Let's stop talking about AI but let's talk about AI

17 juillet 2020

Will AI replace humans? Not so sure, AI also opens new perspectives, but only if we know which AI we are talking about.

Yes, you read well, let’s stop talking about artificial intelligence but let’s talk about augmented intelligence!  Because today, despite a lot of hopes placed around the rise of artificial intelligence, there are still fantasies about humans being replaced by machines. If before we thought that machines would replace humans, we know today that both are complementary. In that case we talk for example of cobotic (collaboration human-robot). The question is now “how to make machines interact efficiently with humans in order to help them?”.

Machine learning has its own limits and several examples have shown flaws of these systems which today are mainly effective for perception tasks. Because unlike humans, these systems don’t take context into account. For instance, last year, internet users had fun by posting mosaics on which images of chihuahuas and muffins of the same colors were placed in bulk [1]. At first glance, the images are indeed very similar, even for a human looking at them distractedly. But where a human would have quickly understood the trick and then easily made the distinction, an AI would have needed much more training to do so. And this training would have involved massively human annotators to build up a sufficient learning corpus [2]. The machine learning, and in particular perception systems, is not in itself capable of using context to reach a high level of interpretation to reach the field of cognition that uses it.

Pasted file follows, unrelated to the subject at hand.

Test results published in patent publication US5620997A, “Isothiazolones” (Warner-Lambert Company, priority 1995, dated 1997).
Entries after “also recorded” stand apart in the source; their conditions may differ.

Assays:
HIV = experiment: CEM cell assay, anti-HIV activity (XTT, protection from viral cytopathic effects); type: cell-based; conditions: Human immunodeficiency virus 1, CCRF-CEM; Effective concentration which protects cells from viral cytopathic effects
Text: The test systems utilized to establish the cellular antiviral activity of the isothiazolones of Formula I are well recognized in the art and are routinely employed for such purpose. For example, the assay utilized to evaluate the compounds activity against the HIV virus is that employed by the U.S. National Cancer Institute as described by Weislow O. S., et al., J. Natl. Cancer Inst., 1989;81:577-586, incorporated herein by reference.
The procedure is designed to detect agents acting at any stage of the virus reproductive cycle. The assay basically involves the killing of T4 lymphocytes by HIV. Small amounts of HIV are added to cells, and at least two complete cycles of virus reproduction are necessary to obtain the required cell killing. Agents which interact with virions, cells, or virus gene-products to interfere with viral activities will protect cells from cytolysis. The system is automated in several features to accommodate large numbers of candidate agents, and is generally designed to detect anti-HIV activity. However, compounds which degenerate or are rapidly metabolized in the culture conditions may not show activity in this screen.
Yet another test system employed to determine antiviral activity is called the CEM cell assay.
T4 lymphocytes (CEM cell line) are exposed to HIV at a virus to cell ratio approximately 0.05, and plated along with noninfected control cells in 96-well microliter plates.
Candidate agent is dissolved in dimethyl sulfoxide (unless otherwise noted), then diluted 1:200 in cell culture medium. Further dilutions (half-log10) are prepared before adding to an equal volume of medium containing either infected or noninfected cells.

To improve these systems, it is necessary to take a step back and combine perception and cognition. Only then it is possible to obtain systems with high levels of efficiency. However, this union is still difficult and its potential deserves to be deepened. This is why one of the research fields of the ANITI project in Toulouse is dedicated to it [3]. Indeed, their goal is to develop a new generation of artificial intelligence, called hybrid, associating in an integrated way automatic learning techniques from data (machine learning) and models allowing to express constraints and to carry out logical reasoning (symbolic AI).

You've probably already heard the recurring debate about AI: AI is threatening our jobs, and it's coming fast. Will this technology replace humans? Will it be the cause of a spectacular rise in unemployment? Let's think first about the competition that computers make on human workers. Humans and machines are good at totally different things [4]. Humans have intentionality, which means that they make plans and can make decisions in complicated situations, but we will be less good at making sense of huge amounts of data. In contrast, computers excel at processing large amounts of data efficiently, but they will have difficulty making new judgments or reasoning that would be simple for any human.

Fears about the replacement of men by machines were illustrated with a study published in 2013 by two Oxford University researchers entitled: "Future of Employment: Which occupations are likely to be computerized? »[5]. This study makes an alarming statement, stating that almost half of all American jobs are likely to be automated over the next two decades. Since then, there has been a succession of reports on the subject, some reaching identical conclusions, some even more worrying, for example with a McKinsey study published in 2017, which indicates that 50% of the tasks carried out in the world are already likely to be automated. These statements, widely relayed by the media, have contributed to worrying the economic fabric and, above all, workers.